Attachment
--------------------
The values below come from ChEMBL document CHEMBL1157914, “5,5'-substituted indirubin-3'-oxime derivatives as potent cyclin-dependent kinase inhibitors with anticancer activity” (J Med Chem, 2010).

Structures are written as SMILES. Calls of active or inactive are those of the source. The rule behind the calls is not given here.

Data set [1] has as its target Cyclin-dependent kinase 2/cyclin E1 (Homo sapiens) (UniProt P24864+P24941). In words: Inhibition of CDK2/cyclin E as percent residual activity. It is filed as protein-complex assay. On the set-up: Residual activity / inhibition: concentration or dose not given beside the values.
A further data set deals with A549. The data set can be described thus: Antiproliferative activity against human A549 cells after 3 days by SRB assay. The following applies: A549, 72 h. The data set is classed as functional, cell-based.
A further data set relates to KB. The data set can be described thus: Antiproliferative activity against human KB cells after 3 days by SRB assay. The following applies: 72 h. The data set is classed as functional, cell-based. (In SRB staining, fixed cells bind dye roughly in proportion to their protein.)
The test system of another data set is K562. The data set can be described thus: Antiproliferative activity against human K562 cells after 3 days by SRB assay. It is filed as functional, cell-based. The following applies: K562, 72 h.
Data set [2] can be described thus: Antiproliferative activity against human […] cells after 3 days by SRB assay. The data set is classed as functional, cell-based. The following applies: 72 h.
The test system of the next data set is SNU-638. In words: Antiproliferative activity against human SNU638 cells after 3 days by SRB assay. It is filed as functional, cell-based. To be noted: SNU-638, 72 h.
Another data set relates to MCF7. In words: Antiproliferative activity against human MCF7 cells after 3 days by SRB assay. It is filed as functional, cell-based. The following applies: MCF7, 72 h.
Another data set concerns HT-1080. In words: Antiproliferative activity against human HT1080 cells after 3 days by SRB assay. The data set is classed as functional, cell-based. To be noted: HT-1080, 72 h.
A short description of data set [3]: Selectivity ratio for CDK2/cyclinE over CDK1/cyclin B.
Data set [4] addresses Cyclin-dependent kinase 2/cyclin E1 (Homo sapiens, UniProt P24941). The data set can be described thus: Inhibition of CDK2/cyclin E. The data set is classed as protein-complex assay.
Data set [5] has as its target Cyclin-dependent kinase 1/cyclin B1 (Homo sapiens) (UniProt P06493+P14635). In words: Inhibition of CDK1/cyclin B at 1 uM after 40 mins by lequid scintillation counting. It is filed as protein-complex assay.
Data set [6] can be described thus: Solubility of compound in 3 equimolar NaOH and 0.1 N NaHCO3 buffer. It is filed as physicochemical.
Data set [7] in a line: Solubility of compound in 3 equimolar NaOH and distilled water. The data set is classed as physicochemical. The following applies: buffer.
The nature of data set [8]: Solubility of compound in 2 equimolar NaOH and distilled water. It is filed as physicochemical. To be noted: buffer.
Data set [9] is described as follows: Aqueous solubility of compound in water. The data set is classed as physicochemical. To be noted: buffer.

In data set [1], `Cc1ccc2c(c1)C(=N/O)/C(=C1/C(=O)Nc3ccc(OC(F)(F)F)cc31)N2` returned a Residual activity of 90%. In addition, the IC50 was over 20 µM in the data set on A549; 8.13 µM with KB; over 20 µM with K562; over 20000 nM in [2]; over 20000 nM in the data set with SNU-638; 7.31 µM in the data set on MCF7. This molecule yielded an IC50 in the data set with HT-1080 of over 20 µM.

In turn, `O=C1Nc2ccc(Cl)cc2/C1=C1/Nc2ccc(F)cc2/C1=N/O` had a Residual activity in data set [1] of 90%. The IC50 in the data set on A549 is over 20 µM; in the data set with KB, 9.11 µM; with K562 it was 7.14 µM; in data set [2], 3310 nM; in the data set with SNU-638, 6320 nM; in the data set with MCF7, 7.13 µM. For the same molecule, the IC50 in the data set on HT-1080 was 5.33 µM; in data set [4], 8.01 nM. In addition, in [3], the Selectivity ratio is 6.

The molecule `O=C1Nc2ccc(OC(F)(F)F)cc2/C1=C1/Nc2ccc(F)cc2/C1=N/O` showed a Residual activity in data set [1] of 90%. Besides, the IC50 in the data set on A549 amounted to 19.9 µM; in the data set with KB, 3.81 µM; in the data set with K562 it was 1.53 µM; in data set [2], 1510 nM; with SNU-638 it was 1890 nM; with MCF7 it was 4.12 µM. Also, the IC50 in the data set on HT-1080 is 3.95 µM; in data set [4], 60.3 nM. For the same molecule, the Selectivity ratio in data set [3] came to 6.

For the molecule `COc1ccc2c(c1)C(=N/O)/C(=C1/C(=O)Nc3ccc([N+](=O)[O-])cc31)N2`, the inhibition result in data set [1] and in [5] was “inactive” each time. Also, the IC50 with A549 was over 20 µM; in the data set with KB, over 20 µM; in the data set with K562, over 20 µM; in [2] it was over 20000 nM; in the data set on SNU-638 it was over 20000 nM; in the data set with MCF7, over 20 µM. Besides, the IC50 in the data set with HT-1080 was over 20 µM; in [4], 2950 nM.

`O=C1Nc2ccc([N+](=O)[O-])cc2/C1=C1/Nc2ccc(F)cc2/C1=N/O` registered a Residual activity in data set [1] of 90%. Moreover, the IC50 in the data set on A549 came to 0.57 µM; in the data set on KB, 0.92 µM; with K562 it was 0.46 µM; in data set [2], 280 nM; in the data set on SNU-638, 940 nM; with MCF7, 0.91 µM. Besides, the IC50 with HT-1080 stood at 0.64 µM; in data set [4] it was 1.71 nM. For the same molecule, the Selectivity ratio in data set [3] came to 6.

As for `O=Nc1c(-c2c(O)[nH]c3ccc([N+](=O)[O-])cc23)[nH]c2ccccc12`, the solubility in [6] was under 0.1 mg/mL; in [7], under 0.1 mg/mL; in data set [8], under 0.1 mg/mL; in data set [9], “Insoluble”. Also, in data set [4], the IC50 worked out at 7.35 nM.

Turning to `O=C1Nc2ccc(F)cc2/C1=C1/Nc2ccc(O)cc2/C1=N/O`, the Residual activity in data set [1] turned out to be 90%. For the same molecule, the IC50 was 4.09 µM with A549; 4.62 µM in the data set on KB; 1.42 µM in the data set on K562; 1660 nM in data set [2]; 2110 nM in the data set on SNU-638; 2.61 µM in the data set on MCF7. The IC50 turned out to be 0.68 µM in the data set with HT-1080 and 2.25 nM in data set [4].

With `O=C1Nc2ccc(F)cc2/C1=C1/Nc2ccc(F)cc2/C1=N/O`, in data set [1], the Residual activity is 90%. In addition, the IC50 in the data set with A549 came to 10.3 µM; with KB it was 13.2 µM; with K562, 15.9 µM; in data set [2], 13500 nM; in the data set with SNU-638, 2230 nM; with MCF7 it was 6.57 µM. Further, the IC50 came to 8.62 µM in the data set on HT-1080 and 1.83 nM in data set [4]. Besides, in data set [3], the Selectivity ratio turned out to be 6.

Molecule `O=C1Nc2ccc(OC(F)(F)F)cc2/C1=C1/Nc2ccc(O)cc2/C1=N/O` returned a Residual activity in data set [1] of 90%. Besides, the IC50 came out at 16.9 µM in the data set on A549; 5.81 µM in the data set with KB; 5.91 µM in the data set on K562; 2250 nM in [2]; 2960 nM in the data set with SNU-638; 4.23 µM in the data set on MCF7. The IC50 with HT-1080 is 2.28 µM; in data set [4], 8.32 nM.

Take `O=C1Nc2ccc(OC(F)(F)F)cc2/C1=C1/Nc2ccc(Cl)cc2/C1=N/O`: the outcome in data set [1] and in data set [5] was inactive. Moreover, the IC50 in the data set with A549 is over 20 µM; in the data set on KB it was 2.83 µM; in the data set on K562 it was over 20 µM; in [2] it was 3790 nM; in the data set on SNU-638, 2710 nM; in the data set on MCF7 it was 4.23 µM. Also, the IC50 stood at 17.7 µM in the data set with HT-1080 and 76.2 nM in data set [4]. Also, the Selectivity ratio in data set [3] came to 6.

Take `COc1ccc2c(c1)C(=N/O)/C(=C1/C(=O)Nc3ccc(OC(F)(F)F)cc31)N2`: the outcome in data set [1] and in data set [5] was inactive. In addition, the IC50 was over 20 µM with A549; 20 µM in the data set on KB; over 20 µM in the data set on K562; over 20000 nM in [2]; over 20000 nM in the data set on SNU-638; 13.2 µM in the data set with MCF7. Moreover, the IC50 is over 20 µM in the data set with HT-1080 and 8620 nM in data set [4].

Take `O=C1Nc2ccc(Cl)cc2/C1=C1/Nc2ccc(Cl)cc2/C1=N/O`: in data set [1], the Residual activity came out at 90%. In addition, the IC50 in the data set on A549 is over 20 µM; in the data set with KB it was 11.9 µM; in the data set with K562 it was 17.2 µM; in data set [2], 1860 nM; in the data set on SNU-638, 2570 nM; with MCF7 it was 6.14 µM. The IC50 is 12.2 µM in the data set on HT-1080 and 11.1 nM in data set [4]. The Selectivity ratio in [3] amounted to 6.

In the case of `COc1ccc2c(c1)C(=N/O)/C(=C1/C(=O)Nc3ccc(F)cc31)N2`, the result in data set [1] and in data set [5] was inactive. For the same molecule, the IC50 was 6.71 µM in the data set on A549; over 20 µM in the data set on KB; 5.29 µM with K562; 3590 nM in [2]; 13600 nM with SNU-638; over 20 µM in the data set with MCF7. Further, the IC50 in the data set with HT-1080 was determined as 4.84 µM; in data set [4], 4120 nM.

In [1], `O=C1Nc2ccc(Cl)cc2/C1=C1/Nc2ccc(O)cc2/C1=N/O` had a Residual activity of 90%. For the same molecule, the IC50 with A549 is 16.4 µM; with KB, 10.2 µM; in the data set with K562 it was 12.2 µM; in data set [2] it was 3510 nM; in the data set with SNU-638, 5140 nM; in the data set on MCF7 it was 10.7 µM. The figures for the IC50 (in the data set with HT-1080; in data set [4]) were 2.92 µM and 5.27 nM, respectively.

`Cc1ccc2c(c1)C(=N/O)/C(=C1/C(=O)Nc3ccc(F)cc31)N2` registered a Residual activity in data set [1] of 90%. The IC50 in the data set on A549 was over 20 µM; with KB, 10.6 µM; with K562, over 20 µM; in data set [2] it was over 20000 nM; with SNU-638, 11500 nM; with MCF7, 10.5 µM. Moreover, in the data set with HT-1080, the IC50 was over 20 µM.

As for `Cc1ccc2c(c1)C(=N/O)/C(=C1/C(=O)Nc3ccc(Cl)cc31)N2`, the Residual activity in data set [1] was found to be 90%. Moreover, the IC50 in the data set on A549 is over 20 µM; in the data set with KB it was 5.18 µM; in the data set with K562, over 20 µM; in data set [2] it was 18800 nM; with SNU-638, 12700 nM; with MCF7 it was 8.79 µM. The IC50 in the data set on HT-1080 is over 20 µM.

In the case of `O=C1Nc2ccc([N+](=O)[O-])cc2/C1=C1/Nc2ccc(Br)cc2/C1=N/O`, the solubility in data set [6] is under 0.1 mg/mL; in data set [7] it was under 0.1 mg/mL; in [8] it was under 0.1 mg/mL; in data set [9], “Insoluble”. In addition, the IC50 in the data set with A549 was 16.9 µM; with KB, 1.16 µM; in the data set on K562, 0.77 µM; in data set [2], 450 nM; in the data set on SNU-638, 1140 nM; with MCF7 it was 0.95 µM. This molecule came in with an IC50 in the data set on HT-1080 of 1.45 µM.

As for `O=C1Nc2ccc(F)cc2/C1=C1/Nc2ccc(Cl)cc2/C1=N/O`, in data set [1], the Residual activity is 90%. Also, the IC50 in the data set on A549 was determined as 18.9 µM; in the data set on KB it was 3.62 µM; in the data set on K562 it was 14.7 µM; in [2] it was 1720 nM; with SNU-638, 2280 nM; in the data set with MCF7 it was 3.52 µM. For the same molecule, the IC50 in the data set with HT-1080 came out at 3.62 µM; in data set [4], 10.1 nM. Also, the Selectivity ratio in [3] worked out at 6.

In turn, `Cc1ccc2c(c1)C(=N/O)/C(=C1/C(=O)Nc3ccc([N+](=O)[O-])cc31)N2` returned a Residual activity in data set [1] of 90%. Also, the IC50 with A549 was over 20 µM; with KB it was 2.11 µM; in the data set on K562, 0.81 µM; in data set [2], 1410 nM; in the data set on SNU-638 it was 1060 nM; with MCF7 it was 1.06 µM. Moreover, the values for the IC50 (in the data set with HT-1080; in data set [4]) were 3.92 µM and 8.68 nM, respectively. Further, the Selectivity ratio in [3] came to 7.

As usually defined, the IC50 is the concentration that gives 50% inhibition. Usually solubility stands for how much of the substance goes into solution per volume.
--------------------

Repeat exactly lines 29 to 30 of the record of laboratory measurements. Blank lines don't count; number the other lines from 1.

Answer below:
Take `O=C1Nc2ccc(Cl)cc2/C1=C1/Nc2ccc(Cl)cc2/C1=N/O`: in data set [1], the Residual activity came out at 90%. In addition, the IC50 in the data set on A549 is over 20 µM; in the data set with KB it was 11.9 µM; in the data set with K562 it was 17.2 µM; in data set [2], 1860 nM; in the data set on SNU-638, 2570 nM; with MCF7 it was 6.14 µM. The IC50 is 12.2 µM in the data set on HT-1080 and 11.1 nM in data set [4]. The Selectivity ratio in [3] amounted to 6.

In the case of `COc1ccc2c(c1)C(=N/O)/C(=C1/C(=O)Nc3ccc(F)cc31)N2`, the result in data set [1] and in data set [5] was inactive. For the same molecule, the IC50 was 6.71 µM in the data set on A549; over 20 µM in the data set on KB; 5.29 µM with K562; 3590 nM in [2]; 13600 nM with SNU-638; over 20 µM in the data set with MCF7. Further, the IC50 in the data set with HT-1080 was determined as 4.84 µM; in data set [4], 4120 nM.